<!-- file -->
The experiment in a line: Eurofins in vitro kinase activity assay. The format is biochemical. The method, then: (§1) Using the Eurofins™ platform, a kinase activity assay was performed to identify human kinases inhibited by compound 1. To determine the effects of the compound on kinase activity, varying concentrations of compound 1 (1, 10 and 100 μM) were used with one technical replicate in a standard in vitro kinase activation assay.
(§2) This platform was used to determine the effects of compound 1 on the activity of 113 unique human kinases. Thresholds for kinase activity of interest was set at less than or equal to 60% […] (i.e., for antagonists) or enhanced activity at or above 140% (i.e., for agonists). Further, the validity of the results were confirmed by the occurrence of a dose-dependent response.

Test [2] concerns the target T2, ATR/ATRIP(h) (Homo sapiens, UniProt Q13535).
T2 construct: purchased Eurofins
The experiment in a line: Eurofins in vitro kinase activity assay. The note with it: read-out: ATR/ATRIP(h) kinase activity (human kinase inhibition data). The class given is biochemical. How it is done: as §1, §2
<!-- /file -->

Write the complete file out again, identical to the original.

The experiment in a line: Eurofins in vitro kinase activity assay. The format is biochemical. The method, then: (§1) Using the Eurofins™ platform, a kinase activity assay was performed to identify human kinases inhibited by compound 1. To determine the effects of the compound on kinase activity, varying concentrations of compound 1 (1, 10 and 100 μM) were used with one technical replicate in a standard in vitro kinase activation assay.
(§2) This platform was used to determine the effects of compound 1 on the activity of 113 unique human kinases. Thresholds for kinase activity of interest was set at less than or equal to 60% […] (i.e., for antagonists) or enhanced activity at or above 140% (i.e., for agonists). Further, the validity of the results were confirmed by the occurrence of a dose-dependent response.

Test [2] concerns the target T2, ATR/ATRIP(h) (Homo sapiens, UniProt Q13535).
T2 construct: purchased Eurofins
The experiment in a line: Eurofins in vitro kinase activity assay. The note with it: read-out: ATR/ATRIP(h) kinase activity (human kinase inhibition data). The class given is biochemical. How it is done: as §1, §2